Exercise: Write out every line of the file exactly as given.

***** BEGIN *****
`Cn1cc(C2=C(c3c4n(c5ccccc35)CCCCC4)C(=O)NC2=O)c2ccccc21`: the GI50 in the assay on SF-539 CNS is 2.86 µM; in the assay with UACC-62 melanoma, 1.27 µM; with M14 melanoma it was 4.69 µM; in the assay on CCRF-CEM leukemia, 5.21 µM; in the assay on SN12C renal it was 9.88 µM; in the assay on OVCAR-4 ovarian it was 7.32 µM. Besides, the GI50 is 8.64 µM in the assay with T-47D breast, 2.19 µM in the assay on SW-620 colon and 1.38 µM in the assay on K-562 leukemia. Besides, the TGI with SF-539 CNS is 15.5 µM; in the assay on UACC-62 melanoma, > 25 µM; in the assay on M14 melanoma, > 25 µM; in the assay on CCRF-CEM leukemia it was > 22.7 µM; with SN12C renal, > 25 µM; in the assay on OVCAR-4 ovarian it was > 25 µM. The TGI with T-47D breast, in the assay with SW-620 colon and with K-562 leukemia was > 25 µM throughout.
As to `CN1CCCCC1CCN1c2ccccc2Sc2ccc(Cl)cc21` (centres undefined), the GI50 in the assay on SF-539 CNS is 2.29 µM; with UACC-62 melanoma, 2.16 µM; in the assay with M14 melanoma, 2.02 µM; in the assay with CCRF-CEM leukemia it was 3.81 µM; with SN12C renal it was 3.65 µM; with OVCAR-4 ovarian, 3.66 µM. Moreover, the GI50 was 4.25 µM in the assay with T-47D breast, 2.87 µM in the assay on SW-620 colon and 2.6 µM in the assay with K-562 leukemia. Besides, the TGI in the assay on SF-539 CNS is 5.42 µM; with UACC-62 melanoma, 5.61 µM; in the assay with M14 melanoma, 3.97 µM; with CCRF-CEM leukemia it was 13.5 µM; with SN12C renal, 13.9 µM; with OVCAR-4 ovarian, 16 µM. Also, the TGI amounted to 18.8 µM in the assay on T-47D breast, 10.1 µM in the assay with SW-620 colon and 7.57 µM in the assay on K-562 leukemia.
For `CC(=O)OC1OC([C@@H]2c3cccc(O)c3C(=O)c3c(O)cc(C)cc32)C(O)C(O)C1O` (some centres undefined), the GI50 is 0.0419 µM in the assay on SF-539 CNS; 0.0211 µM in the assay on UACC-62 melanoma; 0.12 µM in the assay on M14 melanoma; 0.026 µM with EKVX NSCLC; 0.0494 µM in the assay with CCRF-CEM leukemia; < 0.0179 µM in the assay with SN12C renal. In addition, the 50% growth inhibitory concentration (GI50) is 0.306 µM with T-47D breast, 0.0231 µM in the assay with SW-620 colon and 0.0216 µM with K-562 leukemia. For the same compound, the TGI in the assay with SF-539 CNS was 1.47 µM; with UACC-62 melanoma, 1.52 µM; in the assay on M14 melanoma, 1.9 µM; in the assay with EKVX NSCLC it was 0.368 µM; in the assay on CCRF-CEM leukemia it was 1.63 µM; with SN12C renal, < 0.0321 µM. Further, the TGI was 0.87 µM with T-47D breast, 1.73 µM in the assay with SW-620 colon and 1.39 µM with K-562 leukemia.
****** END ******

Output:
`Cn1cc(C2=C(c3c4n(c5ccccc35)CCCCC4)C(=O)NC2=O)c2ccccc21`: the GI50 in the assay on SF-539 CNS is 2.86 µM; in the assay with UACC-62 melanoma, 1.27 µM; with M14 melanoma it was 4.69 µM; in the assay on CCRF-CEM leukemia, 5.21 µM; in the assay on SN12C renal it was 9.88 µM; in the assay on OVCAR-4 ovarian it was 7.32 µM. Besides, the GI50 is 8.64 µM in the assay with T-47D breast, 2.19 µM in the assay on SW-620 colon and 1.38 µM in the assay on K-562 leukemia. Besides, the TGI with SF-539 CNS is 15.5 µM; in the assay on UACC-62 melanoma, > 25 µM; in the assay on M14 melanoma, > 25 µM; in the assay on CCRF-CEM leukemia it was > 22.7 µM; with SN12C renal, > 25 µM; in the assay on OVCAR-4 ovarian it was > 25 µM. The TGI with T-47D breast, in the assay with SW-620 colon and with K-562 leukemia was > 25 µM throughout.
As to `CN1CCCCC1CCN1c2ccccc2Sc2ccc(Cl)cc21` (centres undefined), the GI50 in the assay on SF-539 CNS is 2.29 µM; with UACC-62 melanoma, 2.16 µM; in the assay with M14 melanoma, 2.02 µM; in the assay with CCRF-CEM leukemia it was 3.81 µM; with SN12C renal it was 3.65 µM; with OVCAR-4 ovarian, 3.66 µM. Moreover, the GI50 was 4.25 µM in the assay with T-47D breast, 2.87 µM in the assay on SW-620 colon and 2.6 µM in the assay with K-562 leukemia. Besides, the TGI in the assay on SF-539 CNS is 5.42 µM; with UACC-62 melanoma, 5.61 µM; in the assay with M14 melanoma, 3.97 µM; with CCRF-CEM leukemia it was 13.5 µM; with SN12C renal, 13.9 µM; with OVCAR-4 ovarian, 16 µM. Also, the TGI amounted to 18.8 µM in the assay on T-47D breast, 10.1 µM in the assay with SW-620 colon and 7.57 µM in the assay on K-562 leukemia.
For `CC(=O)OC1OC([C@@H]2c3cccc(O)c3C(=O)c3c(O)cc(C)cc32)C(O)C(O)C1O` (some centres undefined), the GI50 is 0.0419 µM in the assay on SF-539 CNS; 0.0211 µM in the assay on UACC-62 melanoma; 0.12 µM in the assay on M14 melanoma; 0.026 µM with EKVX NSCLC; 0.0494 µM in the assay with CCRF-CEM leukemia; < 0.0179 µM in the assay with SN12C renal. In addition, the 50% growth inhibitory concentration (GI50) is 0.306 µM with T-47D breast, 0.0231 µM in the assay with SW-620 colon and 0.0216 µM with K-562 leukemia. For the same compound, the TGI in the assay with SF-539 CNS was 1.47 µM; with UACC-62 melanoma, 1.52 µM; in the assay on M14 melanoma, 1.9 µM; in the assay with EKVX NSCLC it was 0.368 µM; in the assay on CCRF-CEM leukemia it was 1.63 µM; with SN12C renal, < 0.0321 µM. Further, the TGI was 0.87 µM with T-47D breast, 1.73 µM in the assay with SW-620 colon and 1.39 µM with K-562 leukemia.